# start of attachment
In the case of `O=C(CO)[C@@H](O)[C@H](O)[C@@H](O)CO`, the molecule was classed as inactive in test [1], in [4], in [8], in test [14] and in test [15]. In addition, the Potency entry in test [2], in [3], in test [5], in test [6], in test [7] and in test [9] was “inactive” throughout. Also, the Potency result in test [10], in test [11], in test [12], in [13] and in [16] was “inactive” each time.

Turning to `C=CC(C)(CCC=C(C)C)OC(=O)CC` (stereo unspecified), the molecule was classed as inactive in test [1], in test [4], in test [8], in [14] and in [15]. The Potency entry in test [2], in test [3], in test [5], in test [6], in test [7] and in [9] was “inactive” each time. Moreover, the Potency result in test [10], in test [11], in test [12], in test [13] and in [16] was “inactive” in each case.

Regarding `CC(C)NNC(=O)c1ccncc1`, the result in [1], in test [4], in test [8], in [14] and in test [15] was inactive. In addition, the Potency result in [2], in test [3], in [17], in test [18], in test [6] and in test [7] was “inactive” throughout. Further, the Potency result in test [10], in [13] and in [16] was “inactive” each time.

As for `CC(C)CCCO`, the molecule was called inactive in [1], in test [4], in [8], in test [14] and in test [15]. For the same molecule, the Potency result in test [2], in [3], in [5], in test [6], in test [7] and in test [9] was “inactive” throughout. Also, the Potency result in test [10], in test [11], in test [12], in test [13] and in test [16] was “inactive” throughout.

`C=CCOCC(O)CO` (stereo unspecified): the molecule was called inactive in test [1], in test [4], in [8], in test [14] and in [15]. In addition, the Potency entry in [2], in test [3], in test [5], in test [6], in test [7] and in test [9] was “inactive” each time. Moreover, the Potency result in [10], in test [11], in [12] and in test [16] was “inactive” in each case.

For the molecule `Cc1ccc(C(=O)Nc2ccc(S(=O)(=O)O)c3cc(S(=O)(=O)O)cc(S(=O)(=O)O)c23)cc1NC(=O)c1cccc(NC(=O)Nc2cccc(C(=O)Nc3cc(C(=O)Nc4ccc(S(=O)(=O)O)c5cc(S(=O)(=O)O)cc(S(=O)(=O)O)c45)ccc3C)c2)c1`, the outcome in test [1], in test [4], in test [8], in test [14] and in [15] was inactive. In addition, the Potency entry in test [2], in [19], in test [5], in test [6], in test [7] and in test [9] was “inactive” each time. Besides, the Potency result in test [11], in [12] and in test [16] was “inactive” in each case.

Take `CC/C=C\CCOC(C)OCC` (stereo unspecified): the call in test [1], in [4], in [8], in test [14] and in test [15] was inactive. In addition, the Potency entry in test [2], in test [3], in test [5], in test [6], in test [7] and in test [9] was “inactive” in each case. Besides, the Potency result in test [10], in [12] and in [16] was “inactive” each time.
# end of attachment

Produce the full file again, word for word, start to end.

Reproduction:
In the case of `O=C(CO)[C@@H](O)[C@H](O)[C@@H](O)CO`, the molecule was classed as inactive in test [1], in [4], in [8], in test [14] and in test [15]. In addition, the Potency entry in test [2], in [3], in test [5], in test [6], in test [7] and in test [9] was “inactive” throughout. Also, the Potency result in test [10], in test [11], in test [12], in [13] and in [16] was “inactive” each time.

Turning to `C=CC(C)(CCC=C(C)C)OC(=O)CC` (stereo unspecified), the molecule was classed as inactive in test [1], in test [4], in test [8], in [14] and in [15]. The Potency entry in test [2], in test [3], in test [5], in test [6], in test [7] and in [9] was “inactive” each time. Moreover, the Potency result in test [10], in test [11], in test [12], in test [13] and in [16] was “inactive” in each case.

Regarding `CC(C)NNC(=O)c1ccncc1`, the result in [1], in test [4], in test [8], in [14] and in test [15] was inactive. In addition, the Potency result in [2], in test [3], in [17], in test [18], in test [6] and in test [7] was “inactive” throughout. Further, the Potency result in test [10], in [13] and in [16] was “inactive” each time.

As for `CC(C)CCCO`, the molecule was called inactive in [1], in test [4], in [8], in test [14] and in test [15]. For the same molecule, the Potency result in test [2], in [3], in [5], in test [6], in test [7] and in test [9] was “inactive” throughout. Also, the Potency result in test [10], in test [11], in test [12], in test [13] and in test [16] was “inactive” throughout.

`C=CCOCC(O)CO` (stereo unspecified): the molecule was called inactive in test [1], in test [4], in [8], in test [14] and in [15]. In addition, the Potency entry in [2], in test [3], in test [5], in test [6], in test [7] and in test [9] was “inactive” each time. Moreover, the Potency result in [10], in test [11], in [12] and in test [16] was “inactive” in each case.

For the molecule `Cc1ccc(C(=O)Nc2ccc(S(=O)(=O)O)c3cc(S(=O)(=O)O)cc(S(=O)(=O)O)c23)cc1NC(=O)c1cccc(NC(=O)Nc2cccc(C(=O)Nc3cc(C(=O)Nc4ccc(S(=O)(=O)O)c5cc(S(=O)(=O)O)cc(S(=O)(=O)O)c45)ccc3C)c2)c1`, the outcome in test [1], in test [4], in test [8], in test [14] and in [15] was inactive. In addition, the Potency entry in test [2], in [19], in test [5], in test [6], in test [7] and in test [9] was “inactive” each time. Besides, the Potency result in test [11], in [12] and in test [16] was “inactive” in each case.

Take `CC/C=C\CCOC(C)OCC` (stereo unspecified): the call in test [1], in [4], in [8], in test [14] and in test [15] was inactive. In addition, the Potency entry in test [2], in test [3], in test [5], in test [6], in test [7] and in test [9] was “inactive” in each case. Besides, the Potency result in test [10], in [12] and in [16] was “inactive” each time.